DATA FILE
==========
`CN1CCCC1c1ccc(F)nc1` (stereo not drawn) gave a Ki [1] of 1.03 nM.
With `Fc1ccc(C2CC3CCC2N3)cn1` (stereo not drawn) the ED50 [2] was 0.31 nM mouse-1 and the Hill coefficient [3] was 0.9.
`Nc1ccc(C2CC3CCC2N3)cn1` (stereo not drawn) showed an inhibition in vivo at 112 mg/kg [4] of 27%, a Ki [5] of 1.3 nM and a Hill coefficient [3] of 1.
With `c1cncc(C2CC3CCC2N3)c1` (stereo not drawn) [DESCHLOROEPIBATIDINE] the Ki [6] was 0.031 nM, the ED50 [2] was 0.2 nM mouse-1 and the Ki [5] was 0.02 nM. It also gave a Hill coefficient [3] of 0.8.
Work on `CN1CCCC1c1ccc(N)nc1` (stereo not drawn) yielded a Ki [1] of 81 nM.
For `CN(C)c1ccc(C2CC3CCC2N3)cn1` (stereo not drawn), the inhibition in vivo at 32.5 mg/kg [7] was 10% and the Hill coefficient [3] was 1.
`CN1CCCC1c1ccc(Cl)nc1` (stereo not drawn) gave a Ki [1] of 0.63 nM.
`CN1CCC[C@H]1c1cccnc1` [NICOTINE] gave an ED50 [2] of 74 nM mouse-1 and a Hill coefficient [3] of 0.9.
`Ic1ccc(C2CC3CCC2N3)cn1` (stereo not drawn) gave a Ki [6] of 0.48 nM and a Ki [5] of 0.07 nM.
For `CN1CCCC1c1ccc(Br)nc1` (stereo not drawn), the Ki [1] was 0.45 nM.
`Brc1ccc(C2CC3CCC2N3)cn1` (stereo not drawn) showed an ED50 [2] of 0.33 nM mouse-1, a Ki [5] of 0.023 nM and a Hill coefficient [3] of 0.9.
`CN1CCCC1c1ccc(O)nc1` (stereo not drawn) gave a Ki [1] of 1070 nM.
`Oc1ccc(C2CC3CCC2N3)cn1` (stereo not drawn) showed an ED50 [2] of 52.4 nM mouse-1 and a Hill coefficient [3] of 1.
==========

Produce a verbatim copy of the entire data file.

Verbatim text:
`CN1CCCC1c1ccc(F)nc1` (stereo not drawn) gave a Ki [1] of 1.03 nM.
With `Fc1ccc(C2CC3CCC2N3)cn1` (stereo not drawn) the ED50 [2] was 0.31 nM mouse-1 and the Hill coefficient [3] was 0.9.
`Nc1ccc(C2CC3CCC2N3)cn1` (stereo not drawn) showed an inhibition in vivo at 112 mg/kg [4] of 27%, a Ki [5] of 1.3 nM and a Hill coefficient [3] of 1.
With `c1cncc(C2CC3CCC2N3)c1` (stereo not drawn) [DESCHLOROEPIBATIDINE] the Ki [6] was 0.031 nM, the ED50 [2] was 0.2 nM mouse-1 and the Ki [5] was 0.02 nM. It also gave a Hill coefficient [3] of 0.8.
Work on `CN1CCCC1c1ccc(N)nc1` (stereo not drawn) yielded a Ki [1] of 81 nM.
For `CN(C)c1ccc(C2CC3CCC2N3)cn1` (stereo not drawn), the inhibition in vivo at 32.5 mg/kg [7] was 10% and the Hill coefficient [3] was 1.
`CN1CCCC1c1ccc(Cl)nc1` (stereo not drawn) gave a Ki [1] of 0.63 nM.
`CN1CCC[C@H]1c1cccnc1` [NICOTINE] gave an ED50 [2] of 74 nM mouse-1 and a Hill coefficient [3] of 0.9.
`Ic1ccc(C2CC3CCC2N3)cn1` (stereo not drawn) gave a Ki [6] of 0.48 nM and a Ki [5] of 0.07 nM.
For `CN1CCCC1c1ccc(Br)nc1` (stereo not drawn), the Ki [1] was 0.45 nM.
`Brc1ccc(C2CC3CCC2N3)cn1` (stereo not drawn) showed an ED50 [2] of 0.33 nM mouse-1, a Ki [5] of 0.023 nM and a Hill coefficient [3] of 0.9.
`CN1CCCC1c1ccc(O)nc1` (stereo not drawn) gave a Ki [1] of 1070 nM.
`Oc1ccc(C2CC3CCC2N3)cn1` (stereo not drawn) showed an ED50 [2] of 52.4 nM mouse-1 and a Hill coefficient [3] of 1.